Album: Pansy – Pansy review

by Sage Shemroske

Vivian McCall – known on the Chicago scene most notably as bassist for rock collective Jungle Green – presents her first solo album as Pansy: an intimate and ultimately playful look at what it means to understand yourself, this lo-fi record reaches out for reason and finds its own hand

One of my first interactions with Vivian McCall was through Instagram when her page, @criminalmeme, was mostly dedicated to posting photos of funny license plates. Years later, while emailing her regarding a write up of her former band, Jungle Green, she referred to her band mates as ’40-50 feral hogs’. She’s simply someone good natured and funny. She’s natural in everything she does and that exudes from debut self titled album, Pansy. 

I heard a demo from Pansy long ago via Instagram DMs (true to brand) and it felt intimate, which is a consistent feeling throughout the record. Pansy evokes the feeling of dancing alone in your own dimmed light; the private joy of your own bedroom. This doesn’t stop McCall from inserting just the right amount of absurdity into Pansy. On Tomorrow, When I’m Better, dystopian soundbites of McCall repeating phrases like ‘I like who I am’ and ‘I always work to improve myself’ loop as the track glitches in and out. It’s funny and sincere – sounding like a nightmare self help tape while trying to convince itself to believe just a little bit that it will get better. Pansy is an album that, at one point, felt like an intruder in its own body and crescendos from there.

The production of Pansy crackles as though we’re in the room with McCall. It has the down to earth styling and amicable nature of Dear Nora. But she is ever the technician – balancing the unpretentious with the fine tuned. She plays a tin-y guitar with a little music box backing on Turn Ur Back asking ‘do you even care?’ and finally feeling able to step away (even if she’s still wondering ‘what have I done?’). 

McCall swiftly blends thrumming rounds, gently plucked strings, and 60s jukebox pop on Pansy. A music nerd at heart, Pansy could never be confined to just one thing, and, on a personal level, it could never be defined as just one thing. ‘Doesn’t always feel right, I don’t always know,’ she sings on Mommi Housi with warm backing vocals. Who can say they’ve never felt that about how they’ve previously and presently inhabit(ed) a body? Just to proclaim ‘I’m alive’ is sometimes an accomplishment in itself, which McCall grasps on Me In Mine – singing ‘It’s real, fuck you!’ Sometimes that is the celebration: living another day to figure out who you are. Nothing could be more special.

‘In a world that doesn’t want you to cry,’ it also feels impossible not to note the message baked into the phrase ‘pansy’ itself. It is used to degrade people for exhibiting behaviour deemed feminine or womanly, but really is just a pleasant flower. Maybe I’m reading too much into it, or maybe McCall has a tongue in cheek message after all. Softly, sweetly singing ‘do you ever wake up and feel like trash?’ McCall writes keen lullabies for the diarists, the unemployed, and the trans weirdos on your close friends story.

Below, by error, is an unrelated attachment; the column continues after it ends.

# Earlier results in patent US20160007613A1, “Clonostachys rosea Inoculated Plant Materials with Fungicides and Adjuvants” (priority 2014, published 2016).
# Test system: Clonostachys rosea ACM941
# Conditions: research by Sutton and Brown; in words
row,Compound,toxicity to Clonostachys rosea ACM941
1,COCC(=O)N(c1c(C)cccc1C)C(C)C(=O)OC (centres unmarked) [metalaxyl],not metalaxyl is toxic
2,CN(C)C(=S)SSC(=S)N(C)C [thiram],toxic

There is just a kiss of liberation on Woman Of Ur Dreams – a surfy and bouncy love song for yourself. ‘I’m no boy, I’ve left that scene,’ a different type of womanhood emerging. There is a former lover mentioned, but it’s not about them, and not even necessarily meant for them. Every track on Pansy is present. Deeply aware. McCall sometimes talks to the past, whether it’s a past relationship or more frequently a past self; not because she longs for it, but because she can finally healthily reconcile with it. There are moments of full realisation on Pansy too – not in grand revelations but in the quotidian. ‘My new hair is golden blonde,’ she sings on the Mark Linkous-like Shoes. Those moments of being in your friend’s kitchen and thinking this change will make you prettier and more interesting. And even if that’s untrue, it still feels good and pure.

Pansy also contains a playful call into the void – ‘somebody help me, anybody help me,’ which is the kind of question you ask yourself a few times a month if you’re twenty-something. But the song isn’t really a call for help falling on deaf ears, but a dedication to herself and the knowledge that only McCall can keep herself alive. Anybody Help Me is a dedication to herself for living this long – though not necessarily because of resilience, but a sort of persevering spite. Which is not to say that McCall is steeped in irony. In fact, much like her old license plate memes, she is finding humour in the mundane – stripped of irony, and showing off a piece of herself identity with no shame and a touch of corniness. Pansy is the shiny pink scar that only comes from living as an open wound.

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